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Leftovers: Sizemore still plugging away for another chance at big league glory

The morning after every Washington Nationals game this season we'll revisit the previous day's buffet to over-analyze a morsel of information, nugget from the box score, or tasty treat from the post-game quotes.

Butch Dill-USA TODAY Sports

So much for Mike Maddux teaching Gio Gonzalez how to throw strikes, eh?

C'mon, I kid.


Since Scott Sizemore is doing his best Bryce Harper impression with three homers so far this spring, with one on Wednesday in an 11-5 loss to the Detroit Tigers, I thought we'd take a closer look at the non-roster invitee to see how he might benefit the Nats this season, other than manning second base for the Syracuse Chiefs this summer.

He's 6 for 11 so far with those three homers, 5 RBIs and a stolen base. That translates to .545/.615/2.161. That kind of stat line is fun to type out regardless of how few plate appearances it represents.

Sizemore is an interesting guy. He came up with Tigers and in his first full season in the bigs at age 26, in 2011, was dealt to the Oakland Athletics for nondescript reliever David Purcey. Despite being traded, Sizemore had a legitimately good year. He hit .245/.342/.399 with 11 homers and 56 RBIs playing passable defense at second and third. The A's really liked him.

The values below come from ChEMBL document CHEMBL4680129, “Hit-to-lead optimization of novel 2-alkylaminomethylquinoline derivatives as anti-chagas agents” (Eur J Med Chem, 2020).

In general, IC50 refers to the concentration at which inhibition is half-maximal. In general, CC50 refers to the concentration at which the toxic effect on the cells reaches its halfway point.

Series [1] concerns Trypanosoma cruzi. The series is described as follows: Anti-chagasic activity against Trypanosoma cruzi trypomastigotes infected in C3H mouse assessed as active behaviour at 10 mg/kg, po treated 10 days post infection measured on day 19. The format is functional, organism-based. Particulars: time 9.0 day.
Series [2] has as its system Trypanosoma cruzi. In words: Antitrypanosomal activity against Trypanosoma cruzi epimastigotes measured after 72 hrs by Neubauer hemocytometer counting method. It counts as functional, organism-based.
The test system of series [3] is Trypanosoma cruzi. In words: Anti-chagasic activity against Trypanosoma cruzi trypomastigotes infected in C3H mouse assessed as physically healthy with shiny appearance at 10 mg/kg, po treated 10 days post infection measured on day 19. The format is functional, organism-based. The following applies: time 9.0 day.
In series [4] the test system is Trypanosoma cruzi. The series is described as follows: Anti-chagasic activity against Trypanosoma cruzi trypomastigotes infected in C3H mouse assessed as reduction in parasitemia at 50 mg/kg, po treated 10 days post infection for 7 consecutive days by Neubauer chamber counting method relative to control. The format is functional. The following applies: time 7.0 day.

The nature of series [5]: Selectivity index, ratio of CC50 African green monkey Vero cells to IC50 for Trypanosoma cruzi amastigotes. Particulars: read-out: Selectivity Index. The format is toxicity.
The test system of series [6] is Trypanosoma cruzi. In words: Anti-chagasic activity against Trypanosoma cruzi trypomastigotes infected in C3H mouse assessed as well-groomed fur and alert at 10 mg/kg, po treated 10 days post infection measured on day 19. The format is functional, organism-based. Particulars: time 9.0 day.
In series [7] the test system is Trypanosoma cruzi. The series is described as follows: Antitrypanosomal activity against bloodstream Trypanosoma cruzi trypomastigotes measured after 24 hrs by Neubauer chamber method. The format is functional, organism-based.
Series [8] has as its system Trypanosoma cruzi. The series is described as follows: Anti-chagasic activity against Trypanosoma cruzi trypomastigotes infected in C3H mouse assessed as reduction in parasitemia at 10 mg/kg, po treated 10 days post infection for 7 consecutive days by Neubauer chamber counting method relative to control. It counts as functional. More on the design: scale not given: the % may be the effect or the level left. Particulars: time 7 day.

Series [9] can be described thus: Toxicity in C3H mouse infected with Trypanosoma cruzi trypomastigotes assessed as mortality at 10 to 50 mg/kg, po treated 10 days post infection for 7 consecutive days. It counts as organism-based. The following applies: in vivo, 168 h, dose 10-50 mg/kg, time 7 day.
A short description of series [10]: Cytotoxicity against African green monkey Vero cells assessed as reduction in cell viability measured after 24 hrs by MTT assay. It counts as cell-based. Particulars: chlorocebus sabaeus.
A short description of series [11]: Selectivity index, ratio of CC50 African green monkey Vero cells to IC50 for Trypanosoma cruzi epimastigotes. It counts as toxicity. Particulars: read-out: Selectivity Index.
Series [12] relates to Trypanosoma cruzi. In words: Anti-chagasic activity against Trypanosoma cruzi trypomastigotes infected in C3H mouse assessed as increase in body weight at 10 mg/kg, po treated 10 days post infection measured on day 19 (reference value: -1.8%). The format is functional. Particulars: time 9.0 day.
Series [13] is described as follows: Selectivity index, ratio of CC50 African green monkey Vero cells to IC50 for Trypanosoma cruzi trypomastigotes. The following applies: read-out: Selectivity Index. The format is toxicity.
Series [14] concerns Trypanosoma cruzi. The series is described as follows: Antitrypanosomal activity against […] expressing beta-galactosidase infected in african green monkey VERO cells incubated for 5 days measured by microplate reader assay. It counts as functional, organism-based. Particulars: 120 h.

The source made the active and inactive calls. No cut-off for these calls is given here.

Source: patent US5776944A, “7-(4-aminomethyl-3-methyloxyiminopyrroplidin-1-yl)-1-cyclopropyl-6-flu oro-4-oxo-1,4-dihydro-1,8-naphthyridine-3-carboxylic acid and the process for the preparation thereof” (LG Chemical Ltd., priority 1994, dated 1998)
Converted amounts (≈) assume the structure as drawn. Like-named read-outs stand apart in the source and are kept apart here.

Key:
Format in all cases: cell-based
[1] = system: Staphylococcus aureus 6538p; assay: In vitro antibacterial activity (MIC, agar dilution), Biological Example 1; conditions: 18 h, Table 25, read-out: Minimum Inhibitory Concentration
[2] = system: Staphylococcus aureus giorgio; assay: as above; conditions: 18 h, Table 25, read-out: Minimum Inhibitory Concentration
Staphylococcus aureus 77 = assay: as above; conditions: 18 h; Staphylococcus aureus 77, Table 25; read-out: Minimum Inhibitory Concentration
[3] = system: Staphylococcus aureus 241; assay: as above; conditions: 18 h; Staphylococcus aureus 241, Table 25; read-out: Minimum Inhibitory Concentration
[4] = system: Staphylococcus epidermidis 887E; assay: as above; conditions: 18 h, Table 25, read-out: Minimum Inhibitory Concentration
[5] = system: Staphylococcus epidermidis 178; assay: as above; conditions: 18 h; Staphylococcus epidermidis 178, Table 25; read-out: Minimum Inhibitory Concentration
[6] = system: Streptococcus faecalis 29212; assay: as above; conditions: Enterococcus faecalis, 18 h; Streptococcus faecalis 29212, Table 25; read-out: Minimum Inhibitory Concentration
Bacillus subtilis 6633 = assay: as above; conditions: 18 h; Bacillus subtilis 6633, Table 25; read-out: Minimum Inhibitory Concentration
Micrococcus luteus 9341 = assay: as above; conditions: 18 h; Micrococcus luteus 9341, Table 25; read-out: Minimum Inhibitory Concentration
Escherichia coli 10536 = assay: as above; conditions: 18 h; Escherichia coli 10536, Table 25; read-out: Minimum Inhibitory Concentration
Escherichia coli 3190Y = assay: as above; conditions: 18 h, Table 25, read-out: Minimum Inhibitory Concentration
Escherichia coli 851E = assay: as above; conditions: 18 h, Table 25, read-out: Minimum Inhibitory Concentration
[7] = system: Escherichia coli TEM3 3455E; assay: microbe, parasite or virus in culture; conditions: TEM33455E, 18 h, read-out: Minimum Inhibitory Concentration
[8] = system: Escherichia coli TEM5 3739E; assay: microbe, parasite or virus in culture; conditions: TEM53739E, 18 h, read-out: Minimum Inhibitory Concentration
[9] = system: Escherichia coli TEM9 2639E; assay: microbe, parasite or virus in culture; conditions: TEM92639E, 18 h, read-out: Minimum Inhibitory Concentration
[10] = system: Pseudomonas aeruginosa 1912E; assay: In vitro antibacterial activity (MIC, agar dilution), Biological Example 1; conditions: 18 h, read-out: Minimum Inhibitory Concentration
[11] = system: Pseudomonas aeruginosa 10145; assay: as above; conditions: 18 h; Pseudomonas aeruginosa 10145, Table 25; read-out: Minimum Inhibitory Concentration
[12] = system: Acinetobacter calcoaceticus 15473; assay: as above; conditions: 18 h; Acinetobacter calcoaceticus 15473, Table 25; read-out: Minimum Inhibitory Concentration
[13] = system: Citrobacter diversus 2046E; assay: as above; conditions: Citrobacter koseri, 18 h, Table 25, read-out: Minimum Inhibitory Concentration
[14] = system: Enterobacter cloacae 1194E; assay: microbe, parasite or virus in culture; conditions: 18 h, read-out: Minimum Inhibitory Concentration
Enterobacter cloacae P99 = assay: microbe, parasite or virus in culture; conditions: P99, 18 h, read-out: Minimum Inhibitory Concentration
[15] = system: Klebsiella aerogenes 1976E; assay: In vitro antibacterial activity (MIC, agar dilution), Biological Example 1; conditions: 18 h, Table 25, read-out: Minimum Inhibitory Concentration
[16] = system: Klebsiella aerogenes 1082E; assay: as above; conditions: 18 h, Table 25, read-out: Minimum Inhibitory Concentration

Then he got hurt. He spent all of 2012 and most of 2013 having ACL surgery then rehabilitating. He played two games for the A's in '13, and six for the New York Yankees in 2014. He hasn't been in the bigs since.

In '14 he hit .266/.329/.433 for AAA-Scranton, then started last season with AAA-New Orleans in the Marlins system, hitting .223/.343/.301 before getting released in July. That's not too good.

He latched on with Syracuse toward the end of the season, though, and hit .426/.481/.574 (you read that right) over 54 plate appearances. Small sample size, and all, but whoa. He became a free agent at the end of the season, but the Nats must have seen something they liked since they re-signed him almost immediately.

Sizemore will probably do nothing but play second base in Syracuse, collecting paychecks to play a game he still loves at an age where he probably still doesn't have too many aches and pains the next morning. Like so many others in triple-A, he'll cling to the hope of making it back to "The Show" for another chance at big league glory.

Who knows, maybe the Nats have a couple of injuries in the middle infield and Sizemore gets to add a few weeks to his pension like Emmanuel Burris did last summer. Regardless, you gotta pull for a guy that looked like he had a decent career ahead of him, only to have it wrecked by a devastating injury.

At least he's still plugging away, and good for him.